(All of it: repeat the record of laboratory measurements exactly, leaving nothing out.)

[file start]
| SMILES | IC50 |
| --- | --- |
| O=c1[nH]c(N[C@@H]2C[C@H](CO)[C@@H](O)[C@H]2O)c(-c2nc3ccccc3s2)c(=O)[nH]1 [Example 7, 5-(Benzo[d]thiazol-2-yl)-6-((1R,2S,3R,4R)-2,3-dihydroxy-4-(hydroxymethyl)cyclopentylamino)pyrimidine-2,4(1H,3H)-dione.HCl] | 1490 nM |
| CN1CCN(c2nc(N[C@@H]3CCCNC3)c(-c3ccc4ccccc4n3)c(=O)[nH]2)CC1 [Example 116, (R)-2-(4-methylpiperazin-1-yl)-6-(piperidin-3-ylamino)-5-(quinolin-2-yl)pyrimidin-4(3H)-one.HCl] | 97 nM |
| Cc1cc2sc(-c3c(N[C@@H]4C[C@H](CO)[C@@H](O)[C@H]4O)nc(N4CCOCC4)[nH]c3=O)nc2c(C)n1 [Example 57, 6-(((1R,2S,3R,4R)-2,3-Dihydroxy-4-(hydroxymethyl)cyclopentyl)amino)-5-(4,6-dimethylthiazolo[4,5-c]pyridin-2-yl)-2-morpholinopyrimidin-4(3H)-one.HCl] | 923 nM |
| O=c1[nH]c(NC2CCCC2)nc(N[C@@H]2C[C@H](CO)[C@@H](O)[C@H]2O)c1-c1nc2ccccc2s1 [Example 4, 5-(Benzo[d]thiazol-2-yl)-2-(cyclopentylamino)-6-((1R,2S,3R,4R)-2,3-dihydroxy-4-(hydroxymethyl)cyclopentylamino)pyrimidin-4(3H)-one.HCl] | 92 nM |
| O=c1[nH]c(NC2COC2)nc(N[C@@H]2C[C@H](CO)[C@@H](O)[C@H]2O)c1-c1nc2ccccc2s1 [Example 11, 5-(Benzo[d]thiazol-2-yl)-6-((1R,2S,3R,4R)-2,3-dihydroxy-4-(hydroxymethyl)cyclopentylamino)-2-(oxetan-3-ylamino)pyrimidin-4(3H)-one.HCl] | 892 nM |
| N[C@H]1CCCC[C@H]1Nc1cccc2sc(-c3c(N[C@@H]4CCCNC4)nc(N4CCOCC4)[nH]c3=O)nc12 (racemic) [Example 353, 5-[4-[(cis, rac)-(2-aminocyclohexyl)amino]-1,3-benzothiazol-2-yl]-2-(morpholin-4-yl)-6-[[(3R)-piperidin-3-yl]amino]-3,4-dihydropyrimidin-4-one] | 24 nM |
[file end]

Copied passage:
| SMILES | IC50 |
| --- | --- |
| O=c1[nH]c(N[C@@H]2C[C@H](CO)[C@@H](O)[C@H]2O)c(-c2nc3ccccc3s2)c(=O)[nH]1 [Example 7, 5-(Benzo[d]thiazol-2-yl)-6-((1R,2S,3R,4R)-2,3-dihydroxy-4-(hydroxymethyl)cyclopentylamino)pyrimidine-2,4(1H,3H)-dione.HCl] | 1490 nM |
| CN1CCN(c2nc(N[C@@H]3CCCNC3)c(-c3ccc4ccccc4n3)c(=O)[nH]2)CC1 [Example 116, (R)-2-(4-methylpiperazin-1-yl)-6-(piperidin-3-ylamino)-5-(quinolin-2-yl)pyrimidin-4(3H)-one.HCl] | 97 nM |
| Cc1cc2sc(-c3c(N[C@@H]4C[C@H](CO)[C@@H](O)[C@H]4O)nc(N4CCOCC4)[nH]c3=O)nc2c(C)n1 [Example 57, 6-(((1R,2S,3R,4R)-2,3-Dihydroxy-4-(hydroxymethyl)cyclopentyl)amino)-5-(4,6-dimethylthiazolo[4,5-c]pyridin-2-yl)-2-morpholinopyrimidin-4(3H)-one.HCl] | 923 nM |
| O=c1[nH]c(NC2CCCC2)nc(N[C@@H]2C[C@H](CO)[C@@H](O)[C@H]2O)c1-c1nc2ccccc2s1 [Example 4, 5-(Benzo[d]thiazol-2-yl)-2-(cyclopentylamino)-6-((1R,2S,3R,4R)-2,3-dihydroxy-4-(hydroxymethyl)cyclopentylamino)pyrimidin-4(3H)-one.HCl] | 92 nM |
| O=c1[nH]c(NC2COC2)nc(N[C@@H]2C[C@H](CO)[C@@H](O)[C@H]2O)c1-c1nc2ccccc2s1 [Example 11, 5-(Benzo[d]thiazol-2-yl)-6-((1R,2S,3R,4R)-2,3-dihydroxy-4-(hydroxymethyl)cyclopentylamino)-2-(oxetan-3-ylamino)pyrimidin-4(3H)-one.HCl] | 892 nM |
| N[C@H]1CCCC[C@H]1Nc1cccc2sc(-c3c(N[C@@H]4CCCNC4)nc(N4CCOCC4)[nH]c3=O)nc12 (racemic) [Example 353, 5-[4-[(cis, rac)-(2-aminocyclohexyl)amino]-1,3-benzothiazol-2-yl]-2-(morpholin-4-yl)-6-[[(3R)-piperidin-3-yl]amino]-3,4-dihydropyrimidin-4-one] | 24 nM |